Shannon remembers  life on Holloman Air Base during the Vietnam War. She describes when  a jeep pulled up to her quarters. “I watched from the window as they walked up to the house. They spoke to my mom for a few minutes and then mom came in. I remember holding my breath (we knew what this meant). She said, ‘I need you and your brother to go next door and stay there until I get back.’ We didn’t ask questions, we went…It wasn’t until years later that mom talked about it though. She told me that she was going to the houses of wives that were being told their husbands were not coming back. She hated the task, but she said she would be damned if those women were going to face that time alone.”

Even as times have changed, the conflicts are different, more spouses work, and life doesn’t solely revolve around the installation, military spouses still look out for one another.

Sometimes it’s in social media groups like Facebook, where someone might post “We’re moving to base soon, which pediatric dentist in town do you recommend”? Or, “There are two black-and-white dogs running down my street, does anyone know who they belong to?” Or, “Can anyone look after my toddler while I run to the commissary for an hour?”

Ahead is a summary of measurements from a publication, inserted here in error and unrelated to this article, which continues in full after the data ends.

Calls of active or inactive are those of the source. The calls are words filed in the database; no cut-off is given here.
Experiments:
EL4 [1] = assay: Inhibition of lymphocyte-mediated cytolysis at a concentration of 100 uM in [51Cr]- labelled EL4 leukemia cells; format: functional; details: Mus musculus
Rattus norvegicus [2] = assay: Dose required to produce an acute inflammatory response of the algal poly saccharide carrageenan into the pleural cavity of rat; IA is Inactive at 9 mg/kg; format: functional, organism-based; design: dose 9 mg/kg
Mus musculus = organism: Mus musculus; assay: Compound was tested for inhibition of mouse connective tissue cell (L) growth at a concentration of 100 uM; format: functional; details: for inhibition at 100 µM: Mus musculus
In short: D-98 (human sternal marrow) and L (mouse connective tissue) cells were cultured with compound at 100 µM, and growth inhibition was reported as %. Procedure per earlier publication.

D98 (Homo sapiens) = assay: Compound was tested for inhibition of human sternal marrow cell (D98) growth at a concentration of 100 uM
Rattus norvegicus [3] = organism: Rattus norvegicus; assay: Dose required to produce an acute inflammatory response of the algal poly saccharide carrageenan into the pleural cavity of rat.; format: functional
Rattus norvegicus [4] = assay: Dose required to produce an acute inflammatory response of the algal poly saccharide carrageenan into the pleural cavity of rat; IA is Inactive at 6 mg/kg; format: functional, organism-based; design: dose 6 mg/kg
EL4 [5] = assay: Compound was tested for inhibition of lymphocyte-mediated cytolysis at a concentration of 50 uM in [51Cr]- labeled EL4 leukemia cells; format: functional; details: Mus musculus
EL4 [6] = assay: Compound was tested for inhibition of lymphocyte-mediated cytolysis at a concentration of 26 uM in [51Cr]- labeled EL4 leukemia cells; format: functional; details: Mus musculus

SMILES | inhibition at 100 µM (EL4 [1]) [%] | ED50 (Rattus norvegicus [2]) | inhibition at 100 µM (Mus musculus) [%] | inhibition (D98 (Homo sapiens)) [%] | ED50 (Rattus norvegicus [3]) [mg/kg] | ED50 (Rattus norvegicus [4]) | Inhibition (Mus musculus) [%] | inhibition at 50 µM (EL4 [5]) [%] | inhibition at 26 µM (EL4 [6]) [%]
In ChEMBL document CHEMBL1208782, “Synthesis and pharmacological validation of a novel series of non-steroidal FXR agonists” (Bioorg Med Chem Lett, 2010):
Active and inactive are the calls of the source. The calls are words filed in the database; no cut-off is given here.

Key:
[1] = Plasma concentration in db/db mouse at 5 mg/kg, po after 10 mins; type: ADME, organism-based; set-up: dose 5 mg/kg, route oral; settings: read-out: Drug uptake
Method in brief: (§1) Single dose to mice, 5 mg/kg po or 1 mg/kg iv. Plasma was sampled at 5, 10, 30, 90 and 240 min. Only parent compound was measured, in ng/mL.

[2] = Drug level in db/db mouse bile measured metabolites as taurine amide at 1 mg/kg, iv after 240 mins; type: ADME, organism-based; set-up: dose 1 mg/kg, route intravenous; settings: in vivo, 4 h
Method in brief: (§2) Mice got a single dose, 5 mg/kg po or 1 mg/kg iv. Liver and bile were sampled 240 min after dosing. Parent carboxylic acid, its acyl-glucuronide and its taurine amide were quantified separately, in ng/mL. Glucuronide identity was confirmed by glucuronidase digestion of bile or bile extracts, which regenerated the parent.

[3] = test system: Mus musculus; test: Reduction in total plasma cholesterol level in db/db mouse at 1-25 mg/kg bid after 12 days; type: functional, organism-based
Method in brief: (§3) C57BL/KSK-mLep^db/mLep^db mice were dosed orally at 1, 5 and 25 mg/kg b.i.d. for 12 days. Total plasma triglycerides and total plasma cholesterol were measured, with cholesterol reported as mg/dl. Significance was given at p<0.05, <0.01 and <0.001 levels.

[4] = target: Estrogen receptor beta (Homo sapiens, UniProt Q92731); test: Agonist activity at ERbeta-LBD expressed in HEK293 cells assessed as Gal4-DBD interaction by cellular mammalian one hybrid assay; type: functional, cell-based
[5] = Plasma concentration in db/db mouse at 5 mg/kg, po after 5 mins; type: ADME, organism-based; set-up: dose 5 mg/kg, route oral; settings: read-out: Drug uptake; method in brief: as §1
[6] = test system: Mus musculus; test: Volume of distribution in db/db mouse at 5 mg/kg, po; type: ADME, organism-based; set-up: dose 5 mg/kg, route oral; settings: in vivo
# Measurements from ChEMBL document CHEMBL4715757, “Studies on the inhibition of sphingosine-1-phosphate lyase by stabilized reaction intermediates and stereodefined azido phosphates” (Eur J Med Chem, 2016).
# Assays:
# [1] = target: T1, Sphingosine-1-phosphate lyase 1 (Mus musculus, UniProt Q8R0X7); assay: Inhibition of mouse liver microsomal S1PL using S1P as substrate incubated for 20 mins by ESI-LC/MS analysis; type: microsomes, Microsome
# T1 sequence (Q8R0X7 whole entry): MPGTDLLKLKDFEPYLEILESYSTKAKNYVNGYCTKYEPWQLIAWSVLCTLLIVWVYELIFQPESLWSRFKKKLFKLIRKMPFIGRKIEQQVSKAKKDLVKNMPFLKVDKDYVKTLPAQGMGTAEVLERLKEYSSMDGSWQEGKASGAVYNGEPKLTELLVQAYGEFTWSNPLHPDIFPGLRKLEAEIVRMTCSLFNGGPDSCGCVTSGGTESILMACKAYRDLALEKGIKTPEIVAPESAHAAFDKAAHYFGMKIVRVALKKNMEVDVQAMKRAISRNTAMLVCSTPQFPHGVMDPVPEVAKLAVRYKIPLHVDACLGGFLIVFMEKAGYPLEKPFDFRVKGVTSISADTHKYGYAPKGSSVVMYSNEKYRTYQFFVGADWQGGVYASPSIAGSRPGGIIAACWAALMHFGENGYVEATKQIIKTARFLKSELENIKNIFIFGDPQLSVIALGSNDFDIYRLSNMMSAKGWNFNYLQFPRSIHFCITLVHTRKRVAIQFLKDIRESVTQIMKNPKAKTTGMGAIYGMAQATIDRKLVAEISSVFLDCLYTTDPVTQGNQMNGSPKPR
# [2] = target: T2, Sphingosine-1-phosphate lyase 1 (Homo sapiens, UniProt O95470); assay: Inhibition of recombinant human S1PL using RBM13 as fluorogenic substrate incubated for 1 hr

As our lives get busier  and increasingly more isolated, we don’t have as much face-to-face contact with our neighbors as we used to, and small social media groups can be very helpful in bringing people together, building connections, and sharing information.

Adult brats often say that they can sense another brat, even in a crowd of strangers. Brats are drawn to each other because of their shared experiences. That happened to me just the other day at an East Mountain Regional Chamber of Commerce meeting. As I introduced myself to my tablemates, the man sitting to my left mentioned he was a brat. A little later, a woman came up to me and told me she was a brat as well. Instant community!